In a brittle shear zone R1: Riedel shear

R2: conjugate Riedel shear


McClay (1987)

Riedel shears, R1 and R2: Fault like discontinuous fractures developed in a brittle
shear zone and related to the positions of conjugate fracturing in the zone.
Data to be collected from observations on brittle shear zones

McClay (1987)

Semi-brittle shear zone (en-echelon tension gashes)

McClay (1987) 25
Data to be collected from observations on semi-brittle shear zones

McClay (1987)

Ductile shear zones
Mesoscopic and microscopic kinematic indicators

McClay (1987)


(1995) 30
Shear band-geometry (S-C): Some shear-zone rocks contain small, subparallel,
evenly spaced (at 1-10 cm intervals) shear zones. These small shear zones form within a
larger host shear zone and deflect or cut schistose foliaiton. S-plane (S for schistosity) is the
schistose foliation and C-plane (C for cisaillement, the French word for shear) means the
shear bands. C-planes are parallel to the shear-zone boundaries, and the S-planes are
inclined to the shear-zone boundaries. S-planes dip away from the direction of shear and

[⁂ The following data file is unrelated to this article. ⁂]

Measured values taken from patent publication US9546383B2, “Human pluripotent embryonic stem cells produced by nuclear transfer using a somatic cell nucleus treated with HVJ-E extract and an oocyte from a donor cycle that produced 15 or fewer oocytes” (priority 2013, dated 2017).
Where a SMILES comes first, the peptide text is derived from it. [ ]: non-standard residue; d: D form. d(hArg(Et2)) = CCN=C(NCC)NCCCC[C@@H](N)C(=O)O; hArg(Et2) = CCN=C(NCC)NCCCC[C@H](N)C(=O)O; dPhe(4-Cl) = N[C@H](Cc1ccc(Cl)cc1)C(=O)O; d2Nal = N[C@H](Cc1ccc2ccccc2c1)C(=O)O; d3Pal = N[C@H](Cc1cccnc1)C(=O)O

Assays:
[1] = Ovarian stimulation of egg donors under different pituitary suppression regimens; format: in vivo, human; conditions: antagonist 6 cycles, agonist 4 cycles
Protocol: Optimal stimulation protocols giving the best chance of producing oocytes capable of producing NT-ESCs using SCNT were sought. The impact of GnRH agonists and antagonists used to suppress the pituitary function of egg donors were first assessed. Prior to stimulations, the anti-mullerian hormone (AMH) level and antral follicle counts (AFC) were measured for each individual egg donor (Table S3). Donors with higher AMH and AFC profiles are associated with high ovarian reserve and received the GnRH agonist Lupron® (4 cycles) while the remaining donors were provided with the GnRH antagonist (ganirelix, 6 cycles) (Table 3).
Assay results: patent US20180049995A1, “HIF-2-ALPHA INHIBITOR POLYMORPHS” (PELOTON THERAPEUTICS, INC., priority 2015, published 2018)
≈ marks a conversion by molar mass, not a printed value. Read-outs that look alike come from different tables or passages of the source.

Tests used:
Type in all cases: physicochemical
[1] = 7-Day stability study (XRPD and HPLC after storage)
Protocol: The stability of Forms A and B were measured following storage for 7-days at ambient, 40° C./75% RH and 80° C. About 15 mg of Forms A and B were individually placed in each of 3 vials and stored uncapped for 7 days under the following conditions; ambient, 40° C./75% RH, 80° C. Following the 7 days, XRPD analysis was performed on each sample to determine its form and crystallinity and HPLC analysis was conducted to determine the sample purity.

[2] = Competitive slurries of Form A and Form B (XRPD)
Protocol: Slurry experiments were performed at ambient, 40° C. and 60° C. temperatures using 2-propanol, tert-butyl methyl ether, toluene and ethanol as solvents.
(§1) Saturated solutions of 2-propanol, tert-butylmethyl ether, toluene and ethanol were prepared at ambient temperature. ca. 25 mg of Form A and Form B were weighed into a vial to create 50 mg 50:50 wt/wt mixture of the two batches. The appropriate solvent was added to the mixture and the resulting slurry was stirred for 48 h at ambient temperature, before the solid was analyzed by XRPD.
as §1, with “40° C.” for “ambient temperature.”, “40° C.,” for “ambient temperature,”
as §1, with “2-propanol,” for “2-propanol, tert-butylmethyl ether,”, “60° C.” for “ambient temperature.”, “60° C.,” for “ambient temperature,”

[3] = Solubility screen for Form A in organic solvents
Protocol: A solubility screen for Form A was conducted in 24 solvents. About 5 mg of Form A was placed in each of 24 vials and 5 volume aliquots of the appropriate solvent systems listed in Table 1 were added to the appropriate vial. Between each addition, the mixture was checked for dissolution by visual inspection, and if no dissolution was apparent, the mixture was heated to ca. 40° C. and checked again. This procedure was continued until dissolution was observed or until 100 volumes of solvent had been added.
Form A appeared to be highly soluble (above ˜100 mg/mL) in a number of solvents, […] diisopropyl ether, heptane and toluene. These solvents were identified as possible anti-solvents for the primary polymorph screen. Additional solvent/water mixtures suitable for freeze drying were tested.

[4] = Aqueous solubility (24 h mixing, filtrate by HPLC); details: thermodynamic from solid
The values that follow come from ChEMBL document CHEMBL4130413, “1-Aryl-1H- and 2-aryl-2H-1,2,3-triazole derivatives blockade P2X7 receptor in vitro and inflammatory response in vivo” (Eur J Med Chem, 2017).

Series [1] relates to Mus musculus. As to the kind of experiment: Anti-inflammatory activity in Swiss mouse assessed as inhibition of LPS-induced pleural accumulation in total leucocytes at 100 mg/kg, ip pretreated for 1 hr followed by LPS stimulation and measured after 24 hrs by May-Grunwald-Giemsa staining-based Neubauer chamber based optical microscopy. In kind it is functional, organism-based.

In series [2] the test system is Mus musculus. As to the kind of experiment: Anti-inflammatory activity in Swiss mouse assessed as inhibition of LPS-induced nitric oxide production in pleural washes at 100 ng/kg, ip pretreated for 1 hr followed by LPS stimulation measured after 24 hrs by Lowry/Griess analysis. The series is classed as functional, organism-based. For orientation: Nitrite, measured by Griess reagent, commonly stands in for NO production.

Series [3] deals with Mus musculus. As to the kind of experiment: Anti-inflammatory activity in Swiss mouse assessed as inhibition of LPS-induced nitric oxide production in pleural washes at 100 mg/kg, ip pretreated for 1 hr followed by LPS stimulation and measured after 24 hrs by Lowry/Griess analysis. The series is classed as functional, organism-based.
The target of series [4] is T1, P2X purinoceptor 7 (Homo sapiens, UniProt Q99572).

curve into shear bands, thereby creating a sigmoidal pattern of foliation that gives shear

Scaly foliation
associated with shear
deformation in the
argillaceous matrix

McClay (1987)

Chang et al. (2003)

- structure - structure

Marshak et al. (1988) Ramsay & Lisle (2000) The Techniques of Modern Structural Geology: Volume 3: Applications of Continuum
Mechanics in Structural Geology. Academic Press.


Data to be collected from observations on ductile shear zones

McClay (1987)

Faults zones Different kinds of faults

Dip-slip faults

Oblique-slip faults


Strike-slip faults

Scissors fault
Powell (1992)
Descriptive terms for faults and fractures

Reverse faults

Horizontal (thrust) fault (decollement fault)

Low-angle (thrust) fault (@20) Thrust Fault, Wyoming (Photograph by Kurt N. Constenius)
Thrust fault and repeated sedimentary layers in Ram's Horn
by Duncan Heron Peak, Hoback Range, Wyoming. Repeated sections of the red-
brown Jurassic Nugget Sandstone over younger, gray, Jurassic
Twin Creek Limestone show evidence of large-scale lateral
movements along
thrust faults.

Chi-Chi rupture ()

Normal faults

View is 10 m in width

McClay (1987)

Hamblin & Christiansen (2001)

Dextral strike-slip fault